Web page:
You've invested time and money in creating a new digital asset management (DAM) system — and then you find your people have stopped using it and reverted to their old ways of managing and sourcing digital assets. That's frustrating, but it happens sometimes. If you know the reasons why this happened, you can get started on fixing it.
Let’s take a look at the six chief reasons why your users might have fallen out of love with your DAM system and the lessons you can learn:
Reason #1: The interface is unintuitive and unfriendly
Many DAMs tend to be conceived and built by technicians rather than by branding and marketing people. The technician’s approach is naturally designed to appeal to technical people, but what’s really required is design by people who understand what non-technical users need. An interface that’s clunky to use, unintuitive to navigate, difficult to manage and confusing to look at will intimidate users. And they will prefer to avoid using it — simple as that.
Lesson: Keep the UI clean, intuitive and appealing
Reason #2: Too many near duplicates
We frequently see DAM systems that hold far too many duplicate assets in a variety of formats and sizes. One client’s existing DAM had more than 20 versions of the same image in every permutation of size and file format. A system like this makes for a confusing and frustrating user experience. To improve the UX and reduce system complexity, store just one high-res version of an asset and give users download options to get the file in whichever format they need.
Lesson: Cull duplicate assets and provide download wizards
Reason #3: Poor quality or irrelevant assets
Poor quality and irrelevant assets will frustrate the end-user, who has to spend unnecessary time hunting down the particular asset he/she needs. The efficient, effective DAM contains only up-to-date, quality assets that are relevant to the current brand values and standards. Fewer quality assets to choose from also reduces risk of error or inconsistency in content the user may be creating.
Lesson: Delete assets that don’t contribute to building the brand or enhance your marketing
Reason #4: Too many out-of-date assets
Never import and store old and out-of-date files into a new system. Review digital assets and cull any that are out of date or irrelevant. A ruthless clean-out will prevent the system from getting bogged down in a swamp of old files and unwieldy file structures. The effective DAM enables a user to tag assets with a review date or lifespan — that ensures all content is up to date and avoids potential legal issues around licensing images.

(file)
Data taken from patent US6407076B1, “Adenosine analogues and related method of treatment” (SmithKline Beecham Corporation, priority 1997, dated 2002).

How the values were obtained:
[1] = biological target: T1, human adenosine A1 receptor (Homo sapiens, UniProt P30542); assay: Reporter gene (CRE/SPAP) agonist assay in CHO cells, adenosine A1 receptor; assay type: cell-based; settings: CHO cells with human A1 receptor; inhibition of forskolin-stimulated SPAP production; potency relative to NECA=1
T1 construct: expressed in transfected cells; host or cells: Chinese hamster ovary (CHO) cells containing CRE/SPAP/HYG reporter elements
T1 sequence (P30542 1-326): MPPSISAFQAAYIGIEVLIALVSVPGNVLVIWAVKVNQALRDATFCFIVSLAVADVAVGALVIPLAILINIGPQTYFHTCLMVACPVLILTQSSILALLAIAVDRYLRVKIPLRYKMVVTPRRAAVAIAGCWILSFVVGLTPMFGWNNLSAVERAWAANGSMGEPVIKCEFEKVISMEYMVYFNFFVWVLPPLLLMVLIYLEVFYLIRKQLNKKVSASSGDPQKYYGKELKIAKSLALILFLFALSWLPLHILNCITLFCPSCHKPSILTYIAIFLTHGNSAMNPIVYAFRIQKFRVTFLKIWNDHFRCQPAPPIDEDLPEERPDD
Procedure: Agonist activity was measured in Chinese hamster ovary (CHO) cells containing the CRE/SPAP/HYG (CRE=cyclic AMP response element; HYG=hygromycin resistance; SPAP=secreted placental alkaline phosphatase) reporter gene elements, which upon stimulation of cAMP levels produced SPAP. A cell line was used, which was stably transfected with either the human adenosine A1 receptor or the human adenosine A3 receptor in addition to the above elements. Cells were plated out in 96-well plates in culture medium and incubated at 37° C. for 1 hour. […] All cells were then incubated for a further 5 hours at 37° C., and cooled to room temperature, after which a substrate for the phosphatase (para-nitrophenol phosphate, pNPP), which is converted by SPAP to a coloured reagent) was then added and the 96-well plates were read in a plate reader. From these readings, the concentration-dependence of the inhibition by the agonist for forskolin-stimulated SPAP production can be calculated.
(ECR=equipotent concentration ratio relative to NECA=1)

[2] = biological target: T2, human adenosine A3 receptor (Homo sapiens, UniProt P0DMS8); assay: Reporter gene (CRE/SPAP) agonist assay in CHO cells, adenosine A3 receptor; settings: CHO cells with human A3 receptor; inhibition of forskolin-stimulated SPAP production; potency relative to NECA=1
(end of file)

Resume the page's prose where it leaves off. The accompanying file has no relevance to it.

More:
Lesson: Cull out-of-date assets on a regular basis
Reason #5: Too many metadata fields
The user needs to be able to tag assets with metadata fields, but will probably be less inclined to do so if faced with too many field options. Keep metadata fields to a minimum to encourage people to populate them. It’s also worth pointing out that overreliance on free-text fields can result in human error and personal interpretation during tagging.
|Editor's Note: You can read further points in David Diamond's article Lost in the DAM|
Lesson: Balance the number of metadata fields to avoid over-facing the user with data to update
Reason #6: No assets returned for popular assets
Make popular assets readily available. Unreturned searches will only frustrate users and prompt them to revert to manual requests for digital assets. Common reasons for unreturned assets within a system include: misspellings (especially with global systems); delay in getting assets on to the system after a new campaign or products are released; and permission errors. Run reports for the most popular searches regularly. Coupled with reports on popular searches that didn’t return any results, this will provide a good understanding on how the system is being used.
Lesson: Use data and reports to amend metadata fields so assets can be found easily
About the Author
Neil is digital marketing manager at Brandworkz, a brand and marketing management software platform. Neil is responsible for online and email communications as well as managing the marketing technology platforms used by Brandworkz.
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